Recruitment and selection is where strategic employment practices begin. This function is very vital to an organization in that hiring the right individuals to fill job vacancies can save the company thousands of dollars in advertising, recruiting, orientation, and training expenses.
Perhaps you’ve wondered how employers decide, “Who gets the job” when the company places an ad for such? Well, it’s not as simple as you might suspect. It could take weeks and sometimes months to find the right person for an open job an organization is seeking to fill.
Recruitment and selection is where strategic employment practices begin. Recruitment and selection is one of several functions of Human Resources. This function is very vital to an organization in that hiring the right individuals to fill job vacancies can save the company thousands of dollars in advertising, recruiting, orientation, and training expenses. In contrast, hiring the wrong individuals can cost the company thousands. Good hiring decisions are a reflection of careful planning and good business strategy. An organization must have key HR staff in place that have extensive knowledge of Human Resources employment laws and can effectively perform full-cycle recruiting. It’s imperative that the HR recruitment team hire competent employees that will help the company achieve its goals and objectives. The recruitment team must also be familiar with the organization’s culture and uphold its mission.
Filling a job vacancy
Human Resources generally receive a requisition from a department manager in the company to fill a job vacancy when the need arises. The vacancy can be the result of a termination, promotion, or a newly created position. The department manager collaborates with Human Resources to fill the request. After discussing the specifics of the job with the department manager, HR must create an accurate job description for the positions they are seeking to fill. In the case of newly created positions, HR will need to do a job analysis to determine what duties and responsibilities should be included in the description, along with the job title, qualifications, interpersonal skills, hours, salary, grade, and other pertinent information.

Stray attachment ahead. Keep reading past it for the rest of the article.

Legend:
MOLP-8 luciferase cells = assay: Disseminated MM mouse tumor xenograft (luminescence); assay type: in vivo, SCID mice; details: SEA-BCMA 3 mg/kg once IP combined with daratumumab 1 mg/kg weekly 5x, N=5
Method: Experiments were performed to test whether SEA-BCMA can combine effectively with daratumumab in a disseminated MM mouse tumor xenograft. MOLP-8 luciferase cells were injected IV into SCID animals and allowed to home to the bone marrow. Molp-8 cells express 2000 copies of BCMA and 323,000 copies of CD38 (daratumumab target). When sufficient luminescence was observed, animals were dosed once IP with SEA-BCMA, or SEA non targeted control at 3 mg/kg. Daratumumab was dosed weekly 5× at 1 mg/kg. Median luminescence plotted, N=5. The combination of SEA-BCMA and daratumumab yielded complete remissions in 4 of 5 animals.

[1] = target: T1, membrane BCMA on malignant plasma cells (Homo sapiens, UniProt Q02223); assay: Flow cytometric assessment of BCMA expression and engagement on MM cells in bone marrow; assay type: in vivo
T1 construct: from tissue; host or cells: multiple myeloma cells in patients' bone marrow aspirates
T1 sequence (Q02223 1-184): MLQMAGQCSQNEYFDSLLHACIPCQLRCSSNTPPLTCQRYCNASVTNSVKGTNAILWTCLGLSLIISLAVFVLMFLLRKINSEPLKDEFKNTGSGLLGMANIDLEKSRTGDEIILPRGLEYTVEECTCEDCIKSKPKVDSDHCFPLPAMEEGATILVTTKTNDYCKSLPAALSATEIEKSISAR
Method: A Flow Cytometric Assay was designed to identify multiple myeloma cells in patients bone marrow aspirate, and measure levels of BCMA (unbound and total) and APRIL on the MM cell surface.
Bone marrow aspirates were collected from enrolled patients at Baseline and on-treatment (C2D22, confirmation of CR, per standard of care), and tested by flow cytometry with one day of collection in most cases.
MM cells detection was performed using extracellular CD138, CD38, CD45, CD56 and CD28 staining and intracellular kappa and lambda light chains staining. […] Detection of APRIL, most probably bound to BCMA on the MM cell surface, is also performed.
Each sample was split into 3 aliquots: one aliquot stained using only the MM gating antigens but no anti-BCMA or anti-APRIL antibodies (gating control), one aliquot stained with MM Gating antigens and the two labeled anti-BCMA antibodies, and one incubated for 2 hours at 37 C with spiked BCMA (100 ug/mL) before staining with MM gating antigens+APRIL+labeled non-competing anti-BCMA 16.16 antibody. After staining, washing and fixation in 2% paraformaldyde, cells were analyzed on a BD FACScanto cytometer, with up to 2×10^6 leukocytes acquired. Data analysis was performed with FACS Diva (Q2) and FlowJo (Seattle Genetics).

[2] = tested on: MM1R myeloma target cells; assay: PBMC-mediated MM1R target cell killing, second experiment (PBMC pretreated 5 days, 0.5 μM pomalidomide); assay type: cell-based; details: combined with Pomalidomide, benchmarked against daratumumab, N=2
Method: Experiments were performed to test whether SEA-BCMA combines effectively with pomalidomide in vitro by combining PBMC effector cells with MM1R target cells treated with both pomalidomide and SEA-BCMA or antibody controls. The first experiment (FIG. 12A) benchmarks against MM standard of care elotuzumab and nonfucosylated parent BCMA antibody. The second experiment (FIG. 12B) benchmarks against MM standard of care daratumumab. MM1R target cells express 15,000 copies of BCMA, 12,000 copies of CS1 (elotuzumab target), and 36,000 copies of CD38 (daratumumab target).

The Human Resource recruiter must first identify the technical skills and job traits needed to effectively perform the jobs he/she is seeking to fill. She will also need to determine if the job should be posted for internal candidates, external candidates, or both. The company can attract qualified prospects by posting the position internally, in the newspaper, advertising electronically on the company’s website, Monster.com, Career Builder.com, Indeed.com, and Simply Hired.com, LinkedIn.com or other social sites. Interested job seekers will need to have the qualifications displayed in the job description and respond in a timely manner to be considered for the job.
The recruiter can manually browse through resumes or use an electronic scanning system to search for resumes online that best match the job description for the position she is seeking to fill. Thanks to modern technology, recruiters can fortunately rely upon applicant tracking software (ATS) that can track and identify resumes that contain relevant keywords that pertain to an individual’s job skills, job knowledge, and qualifications within a matter of seconds. Adding pertinent keywords will increase an individual’s chance of getting an interview. After the recruiter finds the best resumes of candidates from the pool of applicants who’ve applied for the job, she must then arrange and conduct interviews for the candidates she is interested in.
Nowadays, employers conduct preliminary telephone interviews to narrow the search for the job they are seeking to fill. Telephone interviews allow the recruiter to thoroughly screen the prospects and thus, enable her to schedule only the best candidates for a face-to-face interview. See article on how to prepare for a phone interview here: https://knoji.com/phone-interviewing-tips-how-to-prepare-for-an-effective-phone-interview/
After conducting face-to- face interviews with interested job candidates, the recruiter will need to make a hiring decision. But before a recruiter can make a job offer he/she must administer appropriate testing, perform background checks, and obtain references for the candidate who skills best match the job the company is seeking to fill. She must also forward qualified applicant’s resume to the department manager and arrange for the prospect to meet (interview) with the manger. Actually, the department manager gives his input and has the final say in the selection process. However, the recruiter can make recommendations, but if the manager is not satisfied with the candidate the recruiter has recommended, HR cannot move forward with the selection process, but must continue the search for other candidates. Also, second and third interviews are the norm in the interview process. Some companies even conduct panel interviews as part of the interview process. This is when several members of the company who has say in the hiring decision will interview a candidate collectively.
Extending a job offer
Lastly, once the recruiter and the hiring manager decide on a candidate, the recruiter will need to contact the individual to extend a job offer. If the individuals accept, the recruiter will then schedule a date for him/her to return to Human resources. During this meeting, the candidate can negotiate a salary; learn when new hire orientation and start date is, and collect relevant items such as employee handbook, timesheet, company information packet, etc.